Art Technology: Sources and Methods
Stefanos Kroustallis, Joyce H. Townsend, Elena Cenalmor Bruquetas, Ad Stijnman, Margarita San Andres Moya (eds)
The study of art technology has gained importance in recent decades as a relevant source of information, not only for determining the material history of an art object, but also for contributing to cultural aspects concerning its creation and use: aesthetic, economic, social, religious, etc. Often the results of such investigations are carried out within a narrow discipline and are only made available within it. The success or failure of multidisciplinary approaches depends on the capacity to share information. Specialised researchers on sources relevant to the history, technology and production of art object as a whole can overcome this obstacle. But under what disciplinary aegis?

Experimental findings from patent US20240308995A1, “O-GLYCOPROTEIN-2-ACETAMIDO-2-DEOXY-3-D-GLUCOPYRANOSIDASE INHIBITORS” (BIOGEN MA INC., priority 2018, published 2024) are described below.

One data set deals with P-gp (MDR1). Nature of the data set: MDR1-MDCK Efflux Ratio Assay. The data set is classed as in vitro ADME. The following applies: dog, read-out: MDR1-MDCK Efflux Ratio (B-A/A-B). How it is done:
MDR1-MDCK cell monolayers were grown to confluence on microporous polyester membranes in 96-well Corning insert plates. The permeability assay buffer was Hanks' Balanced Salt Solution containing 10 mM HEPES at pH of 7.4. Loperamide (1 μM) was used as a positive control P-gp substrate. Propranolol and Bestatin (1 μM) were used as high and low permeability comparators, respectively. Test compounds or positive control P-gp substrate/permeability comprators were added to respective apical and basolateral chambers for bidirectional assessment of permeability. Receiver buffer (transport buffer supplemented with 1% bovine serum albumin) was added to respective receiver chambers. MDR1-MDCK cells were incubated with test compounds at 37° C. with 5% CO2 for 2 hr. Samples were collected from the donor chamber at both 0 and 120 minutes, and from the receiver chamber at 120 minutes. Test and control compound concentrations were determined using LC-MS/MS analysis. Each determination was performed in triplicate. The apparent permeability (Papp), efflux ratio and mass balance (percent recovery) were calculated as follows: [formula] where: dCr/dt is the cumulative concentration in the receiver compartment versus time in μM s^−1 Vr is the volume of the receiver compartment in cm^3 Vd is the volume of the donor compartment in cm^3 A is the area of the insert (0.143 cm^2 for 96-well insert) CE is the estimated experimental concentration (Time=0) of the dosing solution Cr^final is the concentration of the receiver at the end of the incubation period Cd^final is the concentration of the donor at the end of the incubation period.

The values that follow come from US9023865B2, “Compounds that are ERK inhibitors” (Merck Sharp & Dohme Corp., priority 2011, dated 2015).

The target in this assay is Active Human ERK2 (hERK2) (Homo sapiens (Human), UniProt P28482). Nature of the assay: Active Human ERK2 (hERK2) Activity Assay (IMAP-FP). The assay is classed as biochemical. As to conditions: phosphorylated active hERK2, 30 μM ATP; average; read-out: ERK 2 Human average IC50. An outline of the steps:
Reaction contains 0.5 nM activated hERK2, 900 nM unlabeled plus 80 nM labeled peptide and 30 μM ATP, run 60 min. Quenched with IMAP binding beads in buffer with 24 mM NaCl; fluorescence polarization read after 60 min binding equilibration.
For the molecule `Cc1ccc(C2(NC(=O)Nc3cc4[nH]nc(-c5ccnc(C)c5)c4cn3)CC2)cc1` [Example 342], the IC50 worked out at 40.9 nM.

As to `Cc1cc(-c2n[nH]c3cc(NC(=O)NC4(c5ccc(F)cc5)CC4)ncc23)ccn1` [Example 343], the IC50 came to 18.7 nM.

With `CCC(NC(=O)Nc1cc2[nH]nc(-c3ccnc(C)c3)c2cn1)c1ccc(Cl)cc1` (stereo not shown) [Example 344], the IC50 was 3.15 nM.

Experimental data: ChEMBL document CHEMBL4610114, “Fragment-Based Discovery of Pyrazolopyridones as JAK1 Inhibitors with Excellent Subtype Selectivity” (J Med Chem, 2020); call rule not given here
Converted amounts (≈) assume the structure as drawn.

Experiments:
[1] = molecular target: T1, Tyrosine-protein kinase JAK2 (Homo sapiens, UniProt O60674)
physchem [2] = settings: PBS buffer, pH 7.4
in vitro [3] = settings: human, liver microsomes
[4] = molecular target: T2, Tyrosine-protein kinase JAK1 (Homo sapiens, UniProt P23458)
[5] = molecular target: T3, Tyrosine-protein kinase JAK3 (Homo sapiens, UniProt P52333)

This volume contains papers in either English or Spanish, with abstracts in both languages, which address these issues through case studies, paying special attention to methodology. Different types of art technological sources and the theory of source research are examined. While there is an emphasis on textual sources, which are the most widely available and relatively easy to understand, an extensive range of subjects is covered: Hispano-Islamic gilding techniques; mediaeval recipe books and Baroque painting treatises; precolonial and colonial Latin American pigments; industrial archives and patents; realia from the 18th and 19th centuries; audiovisual sources for contemporary art; and the importance as a source of laboratory analysis and reconstructions of historic recipes. All the studies are based on an unambiguous working method and accurate interpretation of results.
Proceedings of the second symposium of the Art Technological Source Research study group.